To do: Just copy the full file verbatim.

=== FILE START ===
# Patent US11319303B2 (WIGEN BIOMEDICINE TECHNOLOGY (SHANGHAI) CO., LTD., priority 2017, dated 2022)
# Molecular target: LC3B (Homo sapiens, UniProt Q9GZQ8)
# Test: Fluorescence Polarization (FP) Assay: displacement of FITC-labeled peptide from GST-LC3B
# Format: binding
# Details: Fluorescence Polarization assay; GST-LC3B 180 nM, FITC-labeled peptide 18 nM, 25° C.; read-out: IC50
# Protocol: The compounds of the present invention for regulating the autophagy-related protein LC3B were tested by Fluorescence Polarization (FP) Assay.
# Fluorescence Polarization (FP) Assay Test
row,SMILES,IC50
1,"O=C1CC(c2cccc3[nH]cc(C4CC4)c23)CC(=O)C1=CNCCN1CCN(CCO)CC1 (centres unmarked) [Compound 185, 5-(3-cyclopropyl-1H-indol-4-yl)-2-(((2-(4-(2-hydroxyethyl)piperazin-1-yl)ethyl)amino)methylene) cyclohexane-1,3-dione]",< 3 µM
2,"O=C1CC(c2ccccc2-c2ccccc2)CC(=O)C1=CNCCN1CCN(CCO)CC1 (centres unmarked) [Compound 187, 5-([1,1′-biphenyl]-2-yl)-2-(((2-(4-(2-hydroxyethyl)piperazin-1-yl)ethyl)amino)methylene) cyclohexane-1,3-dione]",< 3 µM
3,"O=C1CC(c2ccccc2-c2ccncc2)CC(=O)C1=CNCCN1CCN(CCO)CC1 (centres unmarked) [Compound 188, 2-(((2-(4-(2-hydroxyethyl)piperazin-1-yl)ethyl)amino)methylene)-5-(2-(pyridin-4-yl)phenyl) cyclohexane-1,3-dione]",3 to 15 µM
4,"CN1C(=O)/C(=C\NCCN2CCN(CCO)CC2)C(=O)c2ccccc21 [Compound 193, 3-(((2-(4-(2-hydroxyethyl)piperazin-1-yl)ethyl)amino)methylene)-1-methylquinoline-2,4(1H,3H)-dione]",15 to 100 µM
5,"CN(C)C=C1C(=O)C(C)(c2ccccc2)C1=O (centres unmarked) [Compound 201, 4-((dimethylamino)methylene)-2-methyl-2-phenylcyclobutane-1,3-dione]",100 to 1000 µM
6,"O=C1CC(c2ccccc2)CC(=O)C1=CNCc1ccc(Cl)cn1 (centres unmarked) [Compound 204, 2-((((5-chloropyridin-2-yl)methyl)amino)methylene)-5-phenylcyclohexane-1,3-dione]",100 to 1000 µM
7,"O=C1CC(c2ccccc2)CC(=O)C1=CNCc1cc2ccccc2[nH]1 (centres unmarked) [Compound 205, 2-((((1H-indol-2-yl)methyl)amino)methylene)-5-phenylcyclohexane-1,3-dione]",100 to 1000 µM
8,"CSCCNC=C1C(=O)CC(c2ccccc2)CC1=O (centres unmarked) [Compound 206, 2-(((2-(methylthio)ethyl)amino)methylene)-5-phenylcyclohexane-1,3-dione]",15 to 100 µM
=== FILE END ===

# Patent US11319303B2 (WIGEN BIOMEDICINE TECHNOLOGY (SHANGHAI) CO., LTD., priority 2017, dated 2022)
# Molecular target: LC3B (Homo sapiens, UniProt Q9GZQ8)
# Test: Fluorescence Polarization (FP) Assay: displacement of FITC-labeled peptide from GST-LC3B
# Format: binding
# Details: Fluorescence Polarization assay; GST-LC3B 180 nM, FITC-labeled peptide 18 nM, 25° C.; read-out: IC50
# Protocol: The compounds of the present invention for regulating the autophagy-related protein LC3B were tested by Fluorescence Polarization (FP) Assay.
# Fluorescence Polarization (FP) Assay Test
row,SMILES,IC50
1,"O=C1CC(c2cccc3[nH]cc(C4CC4)c23)CC(=O)C1=CNCCN1CCN(CCO)CC1 (centres unmarked) [Compound 185, 5-(3-cyclopropyl-1H-indol-4-yl)-2-(((2-(4-(2-hydroxyethyl)piperazin-1-yl)ethyl)amino)methylene) cyclohexane-1,3-dione]",< 3 µM
2,"O=C1CC(c2ccccc2-c2ccccc2)CC(=O)C1=CNCCN1CCN(CCO)CC1 (centres unmarked) [Compound 187, 5-([1,1′-biphenyl]-2-yl)-2-(((2-(4-(2-hydroxyethyl)piperazin-1-yl)ethyl)amino)methylene) cyclohexane-1,3-dione]",< 3 µM
3,"O=C1CC(c2ccccc2-c2ccncc2)CC(=O)C1=CNCCN1CCN(CCO)CC1 (centres unmarked) [Compound 188, 2-(((2-(4-(2-hydroxyethyl)piperazin-1-yl)ethyl)amino)methylene)-5-(2-(pyridin-4-yl)phenyl) cyclohexane-1,3-dione]",3 to 15 µM
4,"CN1C(=O)/C(=C\NCCN2CCN(CCO)CC2)C(=O)c2ccccc21 [Compound 193, 3-(((2-(4-(2-hydroxyethyl)piperazin-1-yl)ethyl)amino)methylene)-1-methylquinoline-2,4(1H,3H)-dione]",15 to 100 µM
5,"CN(C)C=C1C(=O)C(C)(c2ccccc2)C1=O (centres unmarked) [Compound 201, 4-((dimethylamino)methylene)-2-methyl-2-phenylcyclobutane-1,3-dione]",100 to 1000 µM
6,"O=C1CC(c2ccccc2)CC(=O)C1=CNCc1ccc(Cl)cn1 (centres unmarked) [Compound 204, 2-((((5-chloropyridin-2-yl)methyl)amino)methylene)-5-phenylcyclohexane-1,3-dione]",100 to 1000 µM
7,"O=C1CC(c2ccccc2)CC(=O)C1=CNCc1cc2ccccc2[nH]1 (centres unmarked) [Compound 205, 2-((((1H-indol-2-yl)methyl)amino)methylene)-5-phenylcyclohexane-1,3-dione]",100 to 1000 µM
8,"CSCCNC=C1C(=O)CC(c2ccccc2)CC1=O (centres unmarked) [Compound 206, 2-(((2-(methylthio)ethyl)amino)methylene)-5-phenylcyclohexane-1,3-dione]",15 to 100 µM